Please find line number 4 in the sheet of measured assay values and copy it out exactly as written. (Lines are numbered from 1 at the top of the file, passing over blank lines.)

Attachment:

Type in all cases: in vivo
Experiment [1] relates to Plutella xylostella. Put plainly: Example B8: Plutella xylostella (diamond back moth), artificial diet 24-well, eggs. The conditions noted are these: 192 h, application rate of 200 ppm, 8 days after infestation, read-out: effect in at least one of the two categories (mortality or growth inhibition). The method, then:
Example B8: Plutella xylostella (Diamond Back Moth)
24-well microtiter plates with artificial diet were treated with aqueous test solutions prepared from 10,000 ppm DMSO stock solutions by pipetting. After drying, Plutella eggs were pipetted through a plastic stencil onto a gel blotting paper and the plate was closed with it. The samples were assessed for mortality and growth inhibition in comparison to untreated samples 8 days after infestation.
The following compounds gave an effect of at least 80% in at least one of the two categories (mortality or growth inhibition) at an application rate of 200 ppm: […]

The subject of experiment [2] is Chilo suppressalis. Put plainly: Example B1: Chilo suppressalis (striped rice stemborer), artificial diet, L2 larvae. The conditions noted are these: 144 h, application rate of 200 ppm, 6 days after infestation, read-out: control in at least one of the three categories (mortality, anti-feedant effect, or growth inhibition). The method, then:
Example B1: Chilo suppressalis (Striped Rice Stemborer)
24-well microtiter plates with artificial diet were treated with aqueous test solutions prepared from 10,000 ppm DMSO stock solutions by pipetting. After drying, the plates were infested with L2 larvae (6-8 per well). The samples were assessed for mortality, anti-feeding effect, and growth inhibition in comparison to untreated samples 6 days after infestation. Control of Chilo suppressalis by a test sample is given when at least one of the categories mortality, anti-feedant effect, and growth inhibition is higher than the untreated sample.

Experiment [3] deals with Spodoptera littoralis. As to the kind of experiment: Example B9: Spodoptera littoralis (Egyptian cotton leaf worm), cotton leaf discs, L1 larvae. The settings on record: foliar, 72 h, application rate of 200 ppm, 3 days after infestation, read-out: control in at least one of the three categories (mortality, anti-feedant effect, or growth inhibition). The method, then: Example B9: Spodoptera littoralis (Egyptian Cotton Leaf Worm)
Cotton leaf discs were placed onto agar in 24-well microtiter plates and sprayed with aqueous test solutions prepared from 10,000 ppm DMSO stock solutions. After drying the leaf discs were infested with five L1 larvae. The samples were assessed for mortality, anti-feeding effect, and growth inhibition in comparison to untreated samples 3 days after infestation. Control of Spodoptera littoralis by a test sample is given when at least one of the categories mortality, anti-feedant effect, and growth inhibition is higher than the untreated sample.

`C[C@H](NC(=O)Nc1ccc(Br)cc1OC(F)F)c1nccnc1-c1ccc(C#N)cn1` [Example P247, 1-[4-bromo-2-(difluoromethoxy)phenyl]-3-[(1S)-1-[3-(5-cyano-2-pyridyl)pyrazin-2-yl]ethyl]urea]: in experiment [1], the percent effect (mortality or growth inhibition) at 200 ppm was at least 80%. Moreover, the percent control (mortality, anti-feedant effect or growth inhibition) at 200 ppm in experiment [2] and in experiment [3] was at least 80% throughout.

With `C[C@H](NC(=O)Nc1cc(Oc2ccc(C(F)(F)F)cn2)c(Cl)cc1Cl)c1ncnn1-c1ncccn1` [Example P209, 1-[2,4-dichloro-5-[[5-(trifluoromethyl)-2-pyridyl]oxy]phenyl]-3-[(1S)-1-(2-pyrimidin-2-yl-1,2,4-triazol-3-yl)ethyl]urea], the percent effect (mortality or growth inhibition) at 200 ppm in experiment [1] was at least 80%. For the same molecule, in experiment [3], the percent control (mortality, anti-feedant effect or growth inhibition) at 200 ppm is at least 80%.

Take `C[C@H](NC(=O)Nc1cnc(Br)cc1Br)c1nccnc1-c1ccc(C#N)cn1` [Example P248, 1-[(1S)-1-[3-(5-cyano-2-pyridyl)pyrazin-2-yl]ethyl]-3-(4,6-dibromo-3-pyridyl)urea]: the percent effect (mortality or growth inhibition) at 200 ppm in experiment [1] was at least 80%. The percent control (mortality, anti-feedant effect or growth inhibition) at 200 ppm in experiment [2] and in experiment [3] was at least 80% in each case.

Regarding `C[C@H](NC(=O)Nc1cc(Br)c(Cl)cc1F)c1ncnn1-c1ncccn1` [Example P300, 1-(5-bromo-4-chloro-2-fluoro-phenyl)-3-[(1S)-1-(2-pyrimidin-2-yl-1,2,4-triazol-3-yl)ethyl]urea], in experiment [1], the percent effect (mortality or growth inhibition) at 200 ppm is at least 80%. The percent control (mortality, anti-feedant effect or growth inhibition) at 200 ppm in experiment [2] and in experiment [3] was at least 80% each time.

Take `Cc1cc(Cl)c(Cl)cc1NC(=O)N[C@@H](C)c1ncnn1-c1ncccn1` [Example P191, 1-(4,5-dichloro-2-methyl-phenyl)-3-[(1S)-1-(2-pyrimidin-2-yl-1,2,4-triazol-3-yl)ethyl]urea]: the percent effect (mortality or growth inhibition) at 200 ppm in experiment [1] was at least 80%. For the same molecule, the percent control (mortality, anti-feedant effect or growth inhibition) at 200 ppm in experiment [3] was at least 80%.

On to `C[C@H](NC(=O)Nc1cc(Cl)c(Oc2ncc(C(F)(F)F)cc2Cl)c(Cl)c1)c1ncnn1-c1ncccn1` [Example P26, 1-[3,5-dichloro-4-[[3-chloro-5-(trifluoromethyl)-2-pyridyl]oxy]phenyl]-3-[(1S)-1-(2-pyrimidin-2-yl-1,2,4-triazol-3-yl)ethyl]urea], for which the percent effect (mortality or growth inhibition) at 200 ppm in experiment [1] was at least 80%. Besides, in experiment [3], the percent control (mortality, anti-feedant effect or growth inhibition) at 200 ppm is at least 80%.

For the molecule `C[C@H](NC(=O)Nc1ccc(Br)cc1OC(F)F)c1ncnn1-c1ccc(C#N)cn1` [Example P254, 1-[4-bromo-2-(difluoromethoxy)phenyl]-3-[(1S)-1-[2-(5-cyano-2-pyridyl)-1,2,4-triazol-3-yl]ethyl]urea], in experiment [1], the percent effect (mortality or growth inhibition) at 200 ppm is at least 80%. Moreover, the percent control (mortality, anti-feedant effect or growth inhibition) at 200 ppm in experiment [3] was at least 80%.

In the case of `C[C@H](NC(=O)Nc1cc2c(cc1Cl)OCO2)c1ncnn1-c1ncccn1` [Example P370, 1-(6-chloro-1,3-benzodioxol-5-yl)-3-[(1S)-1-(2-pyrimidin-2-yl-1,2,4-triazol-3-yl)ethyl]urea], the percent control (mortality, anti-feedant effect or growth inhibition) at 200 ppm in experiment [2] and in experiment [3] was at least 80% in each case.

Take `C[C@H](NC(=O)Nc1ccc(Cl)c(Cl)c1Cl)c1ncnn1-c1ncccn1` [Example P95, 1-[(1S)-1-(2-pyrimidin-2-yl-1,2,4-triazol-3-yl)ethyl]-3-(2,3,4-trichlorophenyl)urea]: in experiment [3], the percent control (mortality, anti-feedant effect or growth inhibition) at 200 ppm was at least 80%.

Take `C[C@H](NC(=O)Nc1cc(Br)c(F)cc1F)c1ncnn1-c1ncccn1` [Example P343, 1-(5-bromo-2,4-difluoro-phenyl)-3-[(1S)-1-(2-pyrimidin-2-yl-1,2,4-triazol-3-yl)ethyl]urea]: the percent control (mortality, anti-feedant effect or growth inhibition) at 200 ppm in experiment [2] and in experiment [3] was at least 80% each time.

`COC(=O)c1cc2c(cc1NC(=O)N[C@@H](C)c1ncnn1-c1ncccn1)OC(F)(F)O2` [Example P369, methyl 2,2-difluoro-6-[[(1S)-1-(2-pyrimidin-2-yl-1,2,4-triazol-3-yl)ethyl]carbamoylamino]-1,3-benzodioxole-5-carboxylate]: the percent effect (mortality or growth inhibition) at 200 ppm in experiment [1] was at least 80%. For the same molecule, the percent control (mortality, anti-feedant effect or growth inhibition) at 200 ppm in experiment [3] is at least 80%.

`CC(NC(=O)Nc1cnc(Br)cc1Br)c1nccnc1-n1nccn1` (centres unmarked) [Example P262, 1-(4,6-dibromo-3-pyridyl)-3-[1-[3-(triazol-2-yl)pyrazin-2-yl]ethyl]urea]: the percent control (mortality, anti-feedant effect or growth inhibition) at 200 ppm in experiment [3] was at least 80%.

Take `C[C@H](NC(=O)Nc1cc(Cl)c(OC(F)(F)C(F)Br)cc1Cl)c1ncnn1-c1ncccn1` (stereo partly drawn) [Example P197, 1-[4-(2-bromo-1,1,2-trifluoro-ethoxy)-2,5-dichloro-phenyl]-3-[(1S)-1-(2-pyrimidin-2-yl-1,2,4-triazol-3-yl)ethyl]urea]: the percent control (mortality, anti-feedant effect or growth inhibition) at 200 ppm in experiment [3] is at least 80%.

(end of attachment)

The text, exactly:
24-well microtiter plates with artificial diet were treated with aqueous test solutions prepared from 10,000 ppm DMSO stock solutions by pipetting. After drying, Plutella eggs were pipetted through a plastic stencil onto a gel blotting paper and the plate was closed with it. The samples were assessed for mortality and growth inhibition in comparison to untreated samples 8 days after infestation.